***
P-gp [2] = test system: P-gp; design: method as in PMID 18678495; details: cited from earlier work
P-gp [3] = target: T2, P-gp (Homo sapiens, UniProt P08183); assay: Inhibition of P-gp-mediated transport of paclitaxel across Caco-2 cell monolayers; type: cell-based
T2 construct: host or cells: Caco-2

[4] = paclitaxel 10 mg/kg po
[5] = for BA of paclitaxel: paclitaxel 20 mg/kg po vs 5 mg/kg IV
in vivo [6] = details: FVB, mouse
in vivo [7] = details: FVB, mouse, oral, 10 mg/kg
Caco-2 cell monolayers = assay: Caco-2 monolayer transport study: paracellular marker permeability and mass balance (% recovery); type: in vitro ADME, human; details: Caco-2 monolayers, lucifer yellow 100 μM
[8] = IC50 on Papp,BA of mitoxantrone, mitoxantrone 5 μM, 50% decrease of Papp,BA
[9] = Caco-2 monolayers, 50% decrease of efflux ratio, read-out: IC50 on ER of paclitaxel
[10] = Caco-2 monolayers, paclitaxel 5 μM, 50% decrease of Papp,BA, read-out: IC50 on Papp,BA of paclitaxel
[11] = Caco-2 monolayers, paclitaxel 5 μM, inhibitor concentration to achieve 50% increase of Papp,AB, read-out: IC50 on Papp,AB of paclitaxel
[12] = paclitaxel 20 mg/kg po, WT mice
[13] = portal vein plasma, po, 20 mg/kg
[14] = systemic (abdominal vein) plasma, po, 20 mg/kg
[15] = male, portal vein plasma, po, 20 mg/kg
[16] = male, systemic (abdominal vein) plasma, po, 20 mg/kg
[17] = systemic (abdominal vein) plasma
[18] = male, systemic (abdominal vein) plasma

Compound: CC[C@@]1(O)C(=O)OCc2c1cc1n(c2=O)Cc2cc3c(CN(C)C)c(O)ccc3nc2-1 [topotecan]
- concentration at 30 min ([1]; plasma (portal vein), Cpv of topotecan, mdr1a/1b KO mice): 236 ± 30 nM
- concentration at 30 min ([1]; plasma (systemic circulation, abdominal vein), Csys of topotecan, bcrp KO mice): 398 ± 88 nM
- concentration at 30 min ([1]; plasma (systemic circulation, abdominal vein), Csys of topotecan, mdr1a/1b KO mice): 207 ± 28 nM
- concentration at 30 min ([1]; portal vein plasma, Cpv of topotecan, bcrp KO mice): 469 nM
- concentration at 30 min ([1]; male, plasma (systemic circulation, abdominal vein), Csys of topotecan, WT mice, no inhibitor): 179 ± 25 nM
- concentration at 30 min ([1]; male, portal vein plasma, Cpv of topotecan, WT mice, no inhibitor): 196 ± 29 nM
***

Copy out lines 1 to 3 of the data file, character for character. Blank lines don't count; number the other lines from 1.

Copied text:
P-gp [2] = test system: P-gp; design: method as in PMID 18678495; details: cited from earlier work
P-gp [3] = target: T2, P-gp (Homo sapiens, UniProt P08183); assay: Inhibition of P-gp-mediated transport of paclitaxel across Caco-2 cell monolayers; type: cell-based
T2 construct: host or cells: Caco-2